Instead of bioprocessing therapies the traditional way, Yuval Elani, PhD, UK Research and Innovation Future Leaders fellow and lecturer in chemical engineering at Imperial College London, and his colleagues create synthetic cells that can ultimately be used in the clinic. Elani says that these cells “are constructed from the bottom-up, often out of biomolecular components, to mimic the architectures and functions of living biological cells.” Despite the early stages of this work, Elani envisions many therapeutic applications.
“The ultimate goal is to design synthetic cells as smart agents that can sense a diseased site, activate themselves, migrate to the site of action, synthesize or release the drug, and then shut back down and re-circulate when the threat is eliminated,” Elani explains. In this way, artificial cells would deliver a drug to the intended site with limited off-target effects. Elani adds, “The potential for directional motility and propulsion paves the way for short- and long-range targeting.”
In Elani’s lab, he focuses on the membrane of these cells. “Beyond simply encapsulating cargo, the membrane is what gives them functionality,” he says. “For example, we design stimuli-responsive organelle membranes that sense external signals—light, heat, magnetic fields, presence of biomarkers—which then trigger actuation of the synthetic cell itself.” Plus, a cell’s design can include motility systems.
Using microfluidics, Elani controls the morphological and biophysical features of the cells. In addition, he says, “We make use of gene circuits, cell-free protein expression systems, and reconstitution of native cellular machinery—with the help of some fantastic collaborators—in many of the synthetic cells we design.”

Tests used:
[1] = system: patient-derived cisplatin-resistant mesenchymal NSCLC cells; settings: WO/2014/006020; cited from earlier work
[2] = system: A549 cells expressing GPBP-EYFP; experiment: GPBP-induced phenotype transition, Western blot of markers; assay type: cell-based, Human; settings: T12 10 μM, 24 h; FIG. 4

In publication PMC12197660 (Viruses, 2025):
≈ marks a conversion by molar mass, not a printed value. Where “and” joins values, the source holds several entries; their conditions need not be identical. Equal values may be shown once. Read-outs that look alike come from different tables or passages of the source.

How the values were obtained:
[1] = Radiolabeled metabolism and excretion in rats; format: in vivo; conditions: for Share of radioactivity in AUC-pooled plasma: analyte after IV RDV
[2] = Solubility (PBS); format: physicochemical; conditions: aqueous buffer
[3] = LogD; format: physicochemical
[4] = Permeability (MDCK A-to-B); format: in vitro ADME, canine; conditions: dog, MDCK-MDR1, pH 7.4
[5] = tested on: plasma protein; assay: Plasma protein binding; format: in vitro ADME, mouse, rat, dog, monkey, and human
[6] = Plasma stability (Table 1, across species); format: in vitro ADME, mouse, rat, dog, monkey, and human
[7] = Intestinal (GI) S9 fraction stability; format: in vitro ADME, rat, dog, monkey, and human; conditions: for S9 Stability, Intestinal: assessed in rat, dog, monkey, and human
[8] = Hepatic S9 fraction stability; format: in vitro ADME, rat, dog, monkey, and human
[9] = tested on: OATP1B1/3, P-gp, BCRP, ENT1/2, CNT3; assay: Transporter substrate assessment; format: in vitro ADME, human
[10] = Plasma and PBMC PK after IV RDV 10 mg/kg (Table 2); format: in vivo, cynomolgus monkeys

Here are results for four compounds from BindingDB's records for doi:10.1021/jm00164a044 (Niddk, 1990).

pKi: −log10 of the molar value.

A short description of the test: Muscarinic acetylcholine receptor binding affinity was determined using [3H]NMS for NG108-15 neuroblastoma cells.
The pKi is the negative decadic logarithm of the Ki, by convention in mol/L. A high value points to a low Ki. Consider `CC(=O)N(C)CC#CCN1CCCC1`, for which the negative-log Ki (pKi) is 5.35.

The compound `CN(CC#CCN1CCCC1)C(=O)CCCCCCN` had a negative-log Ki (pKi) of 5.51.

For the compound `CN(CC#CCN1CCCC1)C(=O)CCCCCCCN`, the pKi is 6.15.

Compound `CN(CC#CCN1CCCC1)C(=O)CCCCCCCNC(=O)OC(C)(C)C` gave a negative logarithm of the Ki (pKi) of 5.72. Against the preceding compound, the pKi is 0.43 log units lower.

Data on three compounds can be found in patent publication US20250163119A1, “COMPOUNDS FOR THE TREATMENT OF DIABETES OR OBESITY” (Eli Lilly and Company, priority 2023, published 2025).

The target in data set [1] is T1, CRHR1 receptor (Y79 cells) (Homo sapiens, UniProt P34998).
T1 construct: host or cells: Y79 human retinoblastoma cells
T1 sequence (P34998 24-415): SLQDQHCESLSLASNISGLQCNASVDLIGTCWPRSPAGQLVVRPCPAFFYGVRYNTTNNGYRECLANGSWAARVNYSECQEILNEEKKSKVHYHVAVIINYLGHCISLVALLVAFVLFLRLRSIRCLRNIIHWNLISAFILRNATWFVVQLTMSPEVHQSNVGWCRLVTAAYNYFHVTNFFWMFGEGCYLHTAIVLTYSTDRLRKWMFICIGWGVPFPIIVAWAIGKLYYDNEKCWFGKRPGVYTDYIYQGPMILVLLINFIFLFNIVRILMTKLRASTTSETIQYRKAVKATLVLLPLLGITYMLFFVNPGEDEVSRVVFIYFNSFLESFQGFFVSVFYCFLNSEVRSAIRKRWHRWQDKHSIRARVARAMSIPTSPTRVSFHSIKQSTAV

Artificial cells offer huge therapeutic potential
Although this work is only at a proof-of-concept level, Elani says, “progress is rapid, and we and others are collaborating with clinicians to move things forward.” To turn this work into therapies, practical challenges need to be overcome, such as scaling up in an effective and affordable way to make the large quantities of artificial cells that would be needed for therapeutics.
In addition, the shelf-life and an artificial cell’s working life once administered must be addressed. “Currently, once activated, they run out of energy within a matter of hours, so people are developing a means for them to make their own energy so they can be self-sustaining.” Elani says. “In broader terms, there are public perception hurdles surrounding administration of designer cells as therapeutics, which shouldn’t be underestimated.”
Still, artificial cells offer huge therapeutic potential. They could yield the first truly smart therapeutics that seek out diseased states in the body, and specifically attack only it. Artificial cells “have the potential to be fully autonomous,” Elani says. “They can be programmed to make decisions on the fly in response to signals they encounter.” Those features have the potential to underpin the next generation of game-changing therapeutics, but only if the bioprocessing obstacles can be overcome.
For additional information on the Elani Group’s research, see “Dynamic Reconfiguration of Subcompartment Architectures in Artificial Cells” in ACS nano and “Interfacing living and synthetic cells as an emerging frontier in synthetic biology” in Angewandte Chemie International Edition.